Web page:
The Pensions Regulator (TPR) has now issued their 2016 annual funding statement (“the Statement”) primarily aimed at Defined Benefit (“DB”) pension schemes undertaking valuations with effective dates in the period 22 September 2015 to 21 September 2016. The statement emphasises some key principles from their Code of Practice 3 for funding DB pension schemes, namely the expectation that trustees take an integrated approach to risk management and the importance of collaborative working between trustees, employers and advisers.
The Statement sets out TPR’s expected position of DB pension schemes with valuation dates in the period 22 September 2015 to 21 September 2016. TPR expects these schemes will have experienced most major asset classes having performed well over the period since their last triennial actuarial valuation. However, returns for some asset classes have been relatively flat or negative in the last 12 months.
TPR’s modelling suggests scheme liabilities are likely to have grown at a faster rate than their assets since their last valuation; this is as a result of the volatility in market yields and expectations for interest rates and inflation. This is expected to lead to funding strategies based on lower expected investment returns from most asset classes than in their last valuation. Trustees are advised to consider with their advisers their longer term view of risk and returns and how this is inter-related to their funding plans.
As a result, TPR expects most schemes will have a larger than expected deficit at their valuation date. Depending on the scheme valuation date and their hedging strategy – scheme deficits are estimated to be in the region of 20-35% higher than they previously were. TPR expects that this will lead to changes to existing recovery plans for which trustees and employers will need to assess the associated risks and ensure it is consistent with their risk tolerance and their other risk management plans. TPR’s analysis of sponsoring employers suggests that if a scheme chooses to maintain their existing recovery period end date following their valuation then the median increase in deficit repair contributions (DRCs) is expected to be in the region of 75-100%. This may or may not be affordable to sponsors and will depend on a number of factors such as the sponsor’s future plans for sustainable growth and strength of the sponsor covenant. TPR expects trustees to seek higher contributions where there is sufficient employer affordability .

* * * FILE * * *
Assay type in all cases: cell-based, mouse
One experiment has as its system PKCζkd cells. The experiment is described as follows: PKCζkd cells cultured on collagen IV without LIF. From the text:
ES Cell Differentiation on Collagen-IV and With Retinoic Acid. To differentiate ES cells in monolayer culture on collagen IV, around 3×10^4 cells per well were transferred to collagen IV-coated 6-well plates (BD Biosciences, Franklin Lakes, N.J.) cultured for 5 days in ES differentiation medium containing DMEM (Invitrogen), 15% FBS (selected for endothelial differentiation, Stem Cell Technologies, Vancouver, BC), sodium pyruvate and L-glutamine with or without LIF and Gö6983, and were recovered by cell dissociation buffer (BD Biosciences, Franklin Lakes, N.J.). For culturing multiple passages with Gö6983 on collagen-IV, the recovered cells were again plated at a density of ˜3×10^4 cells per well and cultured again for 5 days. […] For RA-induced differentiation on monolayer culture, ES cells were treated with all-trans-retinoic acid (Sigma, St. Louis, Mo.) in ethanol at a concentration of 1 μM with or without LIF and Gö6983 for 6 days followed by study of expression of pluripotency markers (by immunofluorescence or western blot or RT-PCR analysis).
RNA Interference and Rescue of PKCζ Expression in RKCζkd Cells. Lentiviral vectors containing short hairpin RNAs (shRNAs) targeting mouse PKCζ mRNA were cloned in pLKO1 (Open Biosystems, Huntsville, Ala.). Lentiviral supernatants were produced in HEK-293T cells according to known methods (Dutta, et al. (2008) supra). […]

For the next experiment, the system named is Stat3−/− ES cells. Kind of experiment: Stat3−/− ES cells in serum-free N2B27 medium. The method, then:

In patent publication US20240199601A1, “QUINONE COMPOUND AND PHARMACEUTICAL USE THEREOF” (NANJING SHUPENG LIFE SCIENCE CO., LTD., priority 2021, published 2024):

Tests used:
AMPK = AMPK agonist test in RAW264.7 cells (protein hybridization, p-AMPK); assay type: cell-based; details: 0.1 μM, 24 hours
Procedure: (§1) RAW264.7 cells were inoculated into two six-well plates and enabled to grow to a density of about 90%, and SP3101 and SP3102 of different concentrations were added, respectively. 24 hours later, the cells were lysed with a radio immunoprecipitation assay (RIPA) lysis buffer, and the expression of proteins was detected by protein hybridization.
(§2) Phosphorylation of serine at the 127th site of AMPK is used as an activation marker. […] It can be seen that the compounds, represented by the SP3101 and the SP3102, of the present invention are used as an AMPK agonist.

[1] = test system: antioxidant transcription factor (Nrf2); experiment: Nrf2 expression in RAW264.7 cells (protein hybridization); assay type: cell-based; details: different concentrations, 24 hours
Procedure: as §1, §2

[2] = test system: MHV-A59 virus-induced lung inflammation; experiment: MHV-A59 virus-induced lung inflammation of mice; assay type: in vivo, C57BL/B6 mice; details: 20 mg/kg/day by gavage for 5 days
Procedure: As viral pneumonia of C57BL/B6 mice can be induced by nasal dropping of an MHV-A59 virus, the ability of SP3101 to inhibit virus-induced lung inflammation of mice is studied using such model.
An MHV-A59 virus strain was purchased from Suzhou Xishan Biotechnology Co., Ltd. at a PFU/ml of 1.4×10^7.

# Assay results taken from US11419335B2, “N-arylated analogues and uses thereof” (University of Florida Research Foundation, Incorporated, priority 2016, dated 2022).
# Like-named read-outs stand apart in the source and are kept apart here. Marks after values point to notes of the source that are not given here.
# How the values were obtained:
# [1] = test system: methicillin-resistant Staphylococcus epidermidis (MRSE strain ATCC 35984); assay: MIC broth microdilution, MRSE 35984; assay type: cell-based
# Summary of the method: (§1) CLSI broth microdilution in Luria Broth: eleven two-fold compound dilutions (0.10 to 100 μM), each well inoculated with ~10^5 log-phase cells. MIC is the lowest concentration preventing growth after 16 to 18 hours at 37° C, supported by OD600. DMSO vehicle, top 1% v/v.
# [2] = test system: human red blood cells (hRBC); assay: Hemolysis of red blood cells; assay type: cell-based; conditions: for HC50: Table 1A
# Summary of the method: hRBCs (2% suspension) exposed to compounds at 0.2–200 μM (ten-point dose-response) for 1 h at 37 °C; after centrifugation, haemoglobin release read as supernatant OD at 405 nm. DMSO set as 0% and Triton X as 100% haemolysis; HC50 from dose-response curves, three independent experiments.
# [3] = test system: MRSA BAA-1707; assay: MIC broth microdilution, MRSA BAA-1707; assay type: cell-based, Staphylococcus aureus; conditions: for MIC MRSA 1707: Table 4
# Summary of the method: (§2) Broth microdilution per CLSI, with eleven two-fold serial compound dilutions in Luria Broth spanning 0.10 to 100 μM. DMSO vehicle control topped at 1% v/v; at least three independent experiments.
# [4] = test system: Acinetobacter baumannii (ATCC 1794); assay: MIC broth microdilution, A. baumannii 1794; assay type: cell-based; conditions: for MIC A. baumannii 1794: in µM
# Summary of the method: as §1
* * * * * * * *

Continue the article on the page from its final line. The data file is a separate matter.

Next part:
Worryingly, around 45-50% of schemes are expected to need to increase DRCs by more than 100% in order to keep the same recovery plan end date. Where the current recovery plan period can not be maintained other adjustments will be required in order to put an appropriate recovery plan in place; for example by extending the recovery plan length. The trustees and employers would need to consider the potential impact of taking on this additional risk.
TPR also outlines recent developments affecting valuation assumptions. This includes;
- reduced longevity under the 2015 version of the Continuous Mortality Investigation model (CMI2015). Being based on the most up to date analysis, this may be proposed by the scheme actuary. Perhaps surprisingly, TPR is advising some caution and suggesting trustees liaise with their advisers to understand the effects if this reduction to life expectancies is reversed in future.
- emphasis on valuation assumptions being evidence based. TPR believes that there is very little evidence which would support trustees adjusting their assumptions regarding transfer take ups in light of ‘pension freedoms’ but it may be appropriate in some cases to take some account of this.
- appropriately setting contribution rates for future accrual in light of reduced expectations for future returns.
TPR’s proportionate approach to risk management is evident throughout the Statement. Trustees are encouraged to understand their scheme’s exposure to risk across covenant, funding and investment and put in place an integrated strategy to manage these risks. Additional practical guidance from TPR on setting an investment strategy is promised later this year and will be welcomed by trustees.